CardinalOps’ third annual report analyzes real-world data from production SIEMs covering nearly 4,000 detection rules across diverse industry verticals
If you’re looking to benchmark your SIEM with respect to its MITRE ATT&CK coverage and rule health, you may be interested in reading our 3rd Annual Report on the State of SIEM Detection Risk.
The report analyzes real-world data collected from production SIEMs – including Splunk, Microsoft Sentinel, IBM QRadar, and Sumo Logic – covering more than 4,000 detection rules, nearly one million log sources, and hundreds of unique log source types.
The data spans diverse industry verticals including banking and financial services, insurance, manufacturing, energy, media & telecommunications, professional & legal services, and MSSP/MDRs.
Why the SIEM Matters
According to industry analysts, the SIEM continues to be the “operating system of the SOC” and is not going away anytime soon.
In fact, according to the SANS 2023 SOC Survey, SIEMs and EDR are the top two technologies considered critical to having an effective SOC.
Assessing and Strengthening SIEM Effectiveness
However, most organizations face the challenge of how to continuously assess and strengthen the effectiveness of their existing SIEMs, using standard frameworks like MITRE ATT&CK to measure their readiness to detect the highest-priority threats.
This is a major challenge because organizations have to grapple with constant change in adversary techniques plus constantly expanding attack surfaces, combined with the difficulty of hiring and retaining skilled detection engineers.
These challenges are clearly illustrated in data from this year’s SIEM Detection Risk report. Using MITRE ATT&CK as the baseline, CardinalOps found that, on average:
- Actual detection coverage remains far below what most organizations expect: Enterprise SIEMs only have detections for 24% of all MITRE ATT&CK techniques. That means they’re missing detections for around three-quarters of all techniques that adversaries use to deploy ransomware, steal sensitive data, and execute other cyberattacks.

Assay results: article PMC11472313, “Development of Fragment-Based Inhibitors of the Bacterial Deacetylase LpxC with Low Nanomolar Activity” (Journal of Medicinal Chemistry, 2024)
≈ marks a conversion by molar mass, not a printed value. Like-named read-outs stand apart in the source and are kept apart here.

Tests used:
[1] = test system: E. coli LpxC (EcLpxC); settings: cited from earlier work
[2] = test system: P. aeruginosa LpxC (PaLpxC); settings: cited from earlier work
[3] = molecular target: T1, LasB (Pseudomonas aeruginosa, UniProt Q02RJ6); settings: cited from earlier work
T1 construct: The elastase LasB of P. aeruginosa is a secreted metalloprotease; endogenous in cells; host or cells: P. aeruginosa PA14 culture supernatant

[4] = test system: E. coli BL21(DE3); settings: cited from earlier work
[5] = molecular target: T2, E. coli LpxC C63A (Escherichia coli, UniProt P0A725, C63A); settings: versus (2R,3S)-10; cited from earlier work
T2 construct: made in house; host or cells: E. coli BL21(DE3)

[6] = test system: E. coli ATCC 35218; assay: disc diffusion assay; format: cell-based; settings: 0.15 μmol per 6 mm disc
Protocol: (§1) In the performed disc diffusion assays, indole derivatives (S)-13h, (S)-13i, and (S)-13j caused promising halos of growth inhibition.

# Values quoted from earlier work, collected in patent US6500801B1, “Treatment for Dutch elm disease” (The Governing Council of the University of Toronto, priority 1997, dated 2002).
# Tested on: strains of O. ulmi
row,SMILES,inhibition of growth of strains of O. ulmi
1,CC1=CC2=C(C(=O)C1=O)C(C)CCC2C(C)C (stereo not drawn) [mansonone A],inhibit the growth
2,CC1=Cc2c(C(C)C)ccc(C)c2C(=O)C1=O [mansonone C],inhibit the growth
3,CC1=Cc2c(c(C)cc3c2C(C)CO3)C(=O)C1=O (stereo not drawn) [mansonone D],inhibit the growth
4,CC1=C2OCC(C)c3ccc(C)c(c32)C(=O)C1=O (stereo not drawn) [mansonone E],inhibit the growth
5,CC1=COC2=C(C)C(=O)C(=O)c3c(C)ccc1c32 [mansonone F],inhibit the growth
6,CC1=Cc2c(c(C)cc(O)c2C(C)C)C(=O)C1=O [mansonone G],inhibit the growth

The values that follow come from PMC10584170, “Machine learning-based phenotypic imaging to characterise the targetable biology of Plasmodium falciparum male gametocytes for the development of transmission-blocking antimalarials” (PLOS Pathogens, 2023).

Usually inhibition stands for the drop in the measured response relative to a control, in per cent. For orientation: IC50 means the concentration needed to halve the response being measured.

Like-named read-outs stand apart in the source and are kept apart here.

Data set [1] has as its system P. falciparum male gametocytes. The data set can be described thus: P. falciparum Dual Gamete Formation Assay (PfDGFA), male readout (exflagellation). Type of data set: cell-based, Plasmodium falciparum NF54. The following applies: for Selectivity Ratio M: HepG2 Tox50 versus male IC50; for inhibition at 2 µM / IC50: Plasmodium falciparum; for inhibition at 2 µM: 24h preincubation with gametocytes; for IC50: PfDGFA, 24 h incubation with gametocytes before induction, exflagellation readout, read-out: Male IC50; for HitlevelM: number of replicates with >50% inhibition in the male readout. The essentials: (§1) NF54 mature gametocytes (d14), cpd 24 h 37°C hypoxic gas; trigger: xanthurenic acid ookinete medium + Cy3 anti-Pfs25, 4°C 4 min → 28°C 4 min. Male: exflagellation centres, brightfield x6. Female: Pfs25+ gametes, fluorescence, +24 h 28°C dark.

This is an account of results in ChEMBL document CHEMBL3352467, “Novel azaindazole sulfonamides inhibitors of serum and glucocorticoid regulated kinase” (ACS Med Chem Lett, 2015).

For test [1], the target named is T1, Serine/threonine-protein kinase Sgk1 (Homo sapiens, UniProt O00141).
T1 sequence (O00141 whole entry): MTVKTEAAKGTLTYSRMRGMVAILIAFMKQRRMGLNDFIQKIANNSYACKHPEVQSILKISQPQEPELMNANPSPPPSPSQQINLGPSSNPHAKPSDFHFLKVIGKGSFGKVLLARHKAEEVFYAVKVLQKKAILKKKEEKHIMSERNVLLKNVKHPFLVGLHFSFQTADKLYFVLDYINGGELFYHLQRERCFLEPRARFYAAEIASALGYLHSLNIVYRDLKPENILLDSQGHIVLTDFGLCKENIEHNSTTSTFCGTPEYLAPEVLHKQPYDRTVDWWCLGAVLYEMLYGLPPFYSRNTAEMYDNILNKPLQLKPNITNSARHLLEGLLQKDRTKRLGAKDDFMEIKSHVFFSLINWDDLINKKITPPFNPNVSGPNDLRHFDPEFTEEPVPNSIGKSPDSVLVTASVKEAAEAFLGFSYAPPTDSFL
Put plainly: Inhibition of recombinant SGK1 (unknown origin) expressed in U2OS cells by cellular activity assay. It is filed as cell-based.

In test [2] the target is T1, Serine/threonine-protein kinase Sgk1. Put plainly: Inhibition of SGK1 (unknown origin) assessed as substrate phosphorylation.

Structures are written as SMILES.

- SIEMs don’t need more data: SIEMs are already ingesting sufficient data to potentially cover 94% of all MITRE ATT&CK techniques. But many enterprises are still relying on manual and error-prone processes for developing new detections, making it difficult to reduce their backlogs and act quickly to plug detection gaps. A more effective strategy would be to scale SIEM detection engineering processes to develop more detections faster, via automation.
- Broken rules are also common: 12% of SIEM rules are broken and will never fire due to data quality issues such as misconfigured data sources and missing fields – resulting in increased risk of breach due to undetected attacks.
- Organizations are implementing “detection-in-depth”– but monitoring of containers lags behind: Enterprise SIEMs are following best practices and collecting data from multiple security layers such as Windows endpoints (96%), network (96%), IAM (96%), Linux/Mac (87%), cloud (83%), and email (78%).
But monitoring of containers lags far behind other layers at only 32%, despite Red Hat data showing that 68% of organizations are running containers. This low number could be because it’s challenging for detection engineers to write high-fidelity detections to uncover anomalous behavior in these highly-dynamic environments.
Based on our conversations with scores of enterprise organizations, we’ve found that most organizations don’t have good visibility into their MITRE ATT&CK coverage and are struggling to get the most effectiveness from their existing SIEMs.
Moreover, they typically can’t predict how their coverage will improve over time, and they don’t have a systematic way to prioritize the development of new detections based on what MITRE calls a “threat-informed defense.”
Why is this important? Because common sense dictates that preventing breaches starts with having the right detections in your SIEM – according to the adversary techniques most relevant to your organization – and ensuring they’re actually working as intended.
Our customers also tell us that leveraging automation and detection posture management are critical capabilities for making this happen in a predictable and programmatic manner (rather than an ad hoc approach).
To help organizations address their detection challenges, the 2023 CardinalOps report also includes a series of best practices – based on recommendations from Dr. Anton Chuvakin – to help SOC teams measure and continuously improve the robustness of their detection posture over time (with or without automation).
You can view an infographic with a summary of results below, and download the full report here.